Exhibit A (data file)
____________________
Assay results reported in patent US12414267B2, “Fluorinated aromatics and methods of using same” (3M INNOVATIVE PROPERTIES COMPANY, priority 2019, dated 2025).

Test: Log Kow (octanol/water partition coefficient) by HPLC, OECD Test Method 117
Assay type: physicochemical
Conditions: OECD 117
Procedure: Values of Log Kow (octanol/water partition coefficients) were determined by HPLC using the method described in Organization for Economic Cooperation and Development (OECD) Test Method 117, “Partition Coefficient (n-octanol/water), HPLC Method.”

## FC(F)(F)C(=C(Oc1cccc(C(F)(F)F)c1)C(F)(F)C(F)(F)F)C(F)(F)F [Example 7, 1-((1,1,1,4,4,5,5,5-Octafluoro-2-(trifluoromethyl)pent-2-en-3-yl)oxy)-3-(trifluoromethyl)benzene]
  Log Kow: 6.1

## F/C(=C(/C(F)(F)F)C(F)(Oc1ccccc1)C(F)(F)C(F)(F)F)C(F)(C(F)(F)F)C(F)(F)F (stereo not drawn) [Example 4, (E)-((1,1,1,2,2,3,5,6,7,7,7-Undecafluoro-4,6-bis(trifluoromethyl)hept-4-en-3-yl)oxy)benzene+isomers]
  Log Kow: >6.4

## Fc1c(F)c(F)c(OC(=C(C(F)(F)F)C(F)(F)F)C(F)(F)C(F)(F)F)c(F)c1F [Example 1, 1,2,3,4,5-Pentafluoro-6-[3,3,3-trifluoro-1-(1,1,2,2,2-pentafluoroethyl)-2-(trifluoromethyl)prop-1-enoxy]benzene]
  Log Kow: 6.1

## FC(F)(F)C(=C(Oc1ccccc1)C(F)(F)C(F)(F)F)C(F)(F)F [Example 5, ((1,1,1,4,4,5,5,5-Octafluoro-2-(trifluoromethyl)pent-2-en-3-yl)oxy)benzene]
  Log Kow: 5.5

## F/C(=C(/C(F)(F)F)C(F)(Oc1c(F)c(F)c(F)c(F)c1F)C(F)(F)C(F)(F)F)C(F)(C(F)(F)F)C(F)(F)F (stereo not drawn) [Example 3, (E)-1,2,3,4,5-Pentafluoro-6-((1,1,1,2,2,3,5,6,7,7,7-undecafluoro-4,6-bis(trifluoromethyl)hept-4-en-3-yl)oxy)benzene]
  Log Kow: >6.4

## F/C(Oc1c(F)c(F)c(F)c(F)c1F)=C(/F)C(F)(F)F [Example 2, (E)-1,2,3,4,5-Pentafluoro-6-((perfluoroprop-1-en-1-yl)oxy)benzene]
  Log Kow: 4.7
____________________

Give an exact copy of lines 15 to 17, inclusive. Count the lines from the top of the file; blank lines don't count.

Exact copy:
  Log Kow: >6.4

## F/C(Oc1c(F)c(F)c(F)c(F)c1F)=C(/F)C(F)(F)F [Example 2, (E)-1,2,3,4,5-Pentafluoro-6-((perfluoroprop-1-en-1-yl)oxy)benzene]
  Log Kow: 4.7